52. I mentioned Ulloa v. Universal above, where the woman who sang the hook on Izzo/H.O.V.A. claimed authorship of the sound recording. I think it’s one of the most interesting copyright cases few people talk about.
  53. Since then, there haven’t been a lot of decisions involving authorship of sound recordings, and not a lot of decisions involving termination rights at all. But that’s going to change.
  54. I’m not even getting into the complicated decisions on pre-1978 reversion rights (Steinbeck and Winnie the Pooh). Anybody else want to take that on, please do.
  55. Some other relevant decisions on sound recordings and authorship:
  56. A producer sued for a declaration of ownership of White Stripes recordings. His claims survived a motion to dismiss. Diamond v. Gillis, E.D. Michigan (2005)
  57. Brown v. Flowers , 4th Circuit (2006). Court of appeals held that “generic” allegations that he acted as a recording engineer and producer wasn’t enough to plead a joint work of authorship.
  58. That appears to be a problem with the pleadings, however. It’s a mistake to interpret Brown v. Flowers as holding a producer or sound engineer can’t be an author of a sound recording. But it won’t be enough to recite your job title.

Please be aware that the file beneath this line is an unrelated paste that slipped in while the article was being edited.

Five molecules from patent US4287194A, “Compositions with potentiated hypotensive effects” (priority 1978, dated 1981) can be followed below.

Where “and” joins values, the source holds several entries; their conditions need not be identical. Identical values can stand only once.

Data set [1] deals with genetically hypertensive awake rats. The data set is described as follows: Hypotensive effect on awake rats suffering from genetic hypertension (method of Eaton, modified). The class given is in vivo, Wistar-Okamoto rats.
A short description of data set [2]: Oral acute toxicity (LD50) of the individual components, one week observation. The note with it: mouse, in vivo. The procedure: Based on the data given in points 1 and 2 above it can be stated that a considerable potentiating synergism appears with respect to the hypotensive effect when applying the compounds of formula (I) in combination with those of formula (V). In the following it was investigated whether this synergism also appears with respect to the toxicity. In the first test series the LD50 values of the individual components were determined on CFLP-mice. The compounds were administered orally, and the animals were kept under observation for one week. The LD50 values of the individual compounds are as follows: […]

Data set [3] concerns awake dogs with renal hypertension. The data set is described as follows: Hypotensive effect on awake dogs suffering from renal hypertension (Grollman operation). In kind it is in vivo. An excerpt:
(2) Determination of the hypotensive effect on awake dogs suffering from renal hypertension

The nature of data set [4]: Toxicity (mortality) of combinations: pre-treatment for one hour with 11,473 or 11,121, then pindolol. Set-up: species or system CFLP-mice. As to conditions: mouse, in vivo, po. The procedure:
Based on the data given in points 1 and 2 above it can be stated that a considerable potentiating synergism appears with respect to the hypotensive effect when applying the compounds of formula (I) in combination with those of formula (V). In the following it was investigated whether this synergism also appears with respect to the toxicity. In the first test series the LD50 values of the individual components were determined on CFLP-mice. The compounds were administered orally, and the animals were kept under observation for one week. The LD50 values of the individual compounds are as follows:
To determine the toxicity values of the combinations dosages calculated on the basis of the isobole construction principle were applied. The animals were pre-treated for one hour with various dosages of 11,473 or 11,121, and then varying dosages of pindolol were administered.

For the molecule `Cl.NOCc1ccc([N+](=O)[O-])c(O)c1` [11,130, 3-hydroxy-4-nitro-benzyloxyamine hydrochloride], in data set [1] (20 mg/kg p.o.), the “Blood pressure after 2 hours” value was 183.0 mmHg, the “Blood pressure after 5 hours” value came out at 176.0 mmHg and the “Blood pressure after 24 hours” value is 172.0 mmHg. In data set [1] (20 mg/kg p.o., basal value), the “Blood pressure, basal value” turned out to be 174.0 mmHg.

59. Here’s a very new case brought by a sound engineer claiming co-authorship of Prince recordings. A recent decision involves jurisdictional issues. Paisley Park Enterprises v. Boxill (D. Minnesota 2019). Ht @ricksanderslaw
  60. Fun fact, my article Defusing the Time Bomb Once Again: Determining Authorship in a Sound Recording for @thecsusa was cited in briefs in two federal cases, arguing a sound recording can’t be a work for hire under the Copyright Act.
  61. My article. One brief